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South peace talks in focus

Oct 23. 2018
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MALAYSIAN Prime Minister Mahathir Mohamad arrives in Bangkok today for a two-day official visit to reaffirm his country’s commitment to bilateral ties. He is scheduled to meet Prime Minister Prayut Chan-o-cha at Government House upon arrival and discuss a wide range of subjects, with peace talks about Thailand’s deep South high on the agenda.

The Thai side is set to introduce its new peace negotiation chief, Udomchai Thamsarorat, while Mahathir will bring newly appointed facilitator, Abdul Rahim Noor, who was once Malaysia’s national police chief. 

For Mahathir, violence in the predominantly Muslim South is a wound that is difficult to heal. Since early 2004, more than 7,000 people have been killed after a new generation of Patani-Malay Muslim separatists surfaced. 

Initially, a few observers credited the powerful narrative of the Malays of Patani as the source of inspiration for the new generation of separatists. Fingers were also pointed at the divisive then-prime minister Thaksin Shinawatra and his “all-or-nothing” policy. Also a handful of hawkish Thai security officials believed that Kuala Lumpur wanted to turn the clock back to the Cold War. 

However, few have tried to understand or appreciate the organic nature of the new generation of fighters or the power of their cultural and historical narrative. Virtually all the combatants now work under the secretive Barisan Revolusi Nasional movement.

Unlike other ethnic minorities in Thailand, the Patani-Malay have refused to embrace the state-constructed identity that is referred to as “Thainess” or khwam pen Thai, because it comes at the expense of their ethno-religious identity. 

Naturally, Malaysia is concerned this conflict may expand to its side of the border. Its proximity to Thailand makes it a stakeholder in the conflict, while at the same time limiting what it can do in terms of mediation and facilitation. 

It is safe to say that bilateral ties between the two nations have been “functional” – something that has had to be carefully managed because one wrong note – as seen during Thaksin’s administration – could set off a war of words between politicians and security leaders on both sides. 

Former Thai diplomat Kobsak Chutikul, who in 1999 shared a car ride from Kuala Lumpur to Hat Yai with then-PM Chuan Leekpai and Mahathir and served as an interpreter, said Thailand and Malaysia are close in many respects and share a long history together. Yet this closeness comes with baggage and certain expectations.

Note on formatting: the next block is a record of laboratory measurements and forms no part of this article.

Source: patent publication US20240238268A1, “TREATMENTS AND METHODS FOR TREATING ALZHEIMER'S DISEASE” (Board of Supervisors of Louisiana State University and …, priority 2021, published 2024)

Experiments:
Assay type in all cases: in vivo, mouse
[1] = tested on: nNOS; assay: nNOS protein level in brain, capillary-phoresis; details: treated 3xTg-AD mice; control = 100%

“We are not ideological enemies or grand strategic competitors – we are more like relatives, which makes the relationship both strong and fragile,” Kobsak said.

“This relationship has to be constantly tended to and never taken for granted because a thoughtless gesture or an unsaid word can be easily misinterpreted.” 

Mala Rajo Sathien, a senior lecturer from the University of Malaya, pointed out that “cross-border” ties existed long before there was a border, and it is unfortunate that “we look at people mostly as citizens or subjects of a nation-state – enclosed strictly within the borders of the nation.

“But history shows that their existence predates the nation-state,” Sathien said, adding that the two countries should never overlook the potential of people-to-people relations across the border as a bridge for peace. 

Sathien and Rosenun Chesof, another University of Malaya academic, recently co-authored a book, “Siamese in Malaysia: Beyond Sixty Years of Heritage”, to highlight this special link between the two people.

While the ethnic Thai community in Malaysia has achieved a level of comfort, the ethnic Malays who are concentrated in Thailand’s three southernmost provinces are still negotiating terms for a peaceful coexistence. The ongoing armed conflict is an extension of that negotiation process.

Thailand and the Patani-Malay appeared to have established a level of comfort in the first 50 years after the border was drawn at the turn of the century. However, that went out the window when Thai nationalism and the government’s policy of assimilation were rejected by the Patani-Malays in the 1960s with the emergence of armed separatist groups. 

In early 2013, the government of Yingluck Shinawatra launched peace talks facilitated by Kuala Lumpur. Yet, five years later, Thailand and the Malays of Patani have still not been able to identify the terms for peaceful coexistence. 

At a time when the region’s leadership appears to have turned towards authoritarianism, Mahathir – whose leadership style has not been without controversy – comes across as a breath of fresh air in Southeast Asia. 

The Malaysian leader, who sticks to Asean’s long-standing tradition of non-interference, has made known his disappointment in Aung San Suu Kyi for not speaking out against the atrocities committed against the Muslim Rohingya. 

And while China has succeeded in building a strong presence in Asean, Mahathir has proved that he is not afraid to go against Beijing if he believes his position will benefit Malaysia’s stability and international standing. 

He sent a strong message of defiance to China by scrapping a high-speed train project as well as releasing 11 Uighur detainees – who had broken out of Thailand’s immigration detention centre and were caught in Malaysia – and allowing them to travel onward to Turkey. These actions would be extremely rare among other Asean leaders. 


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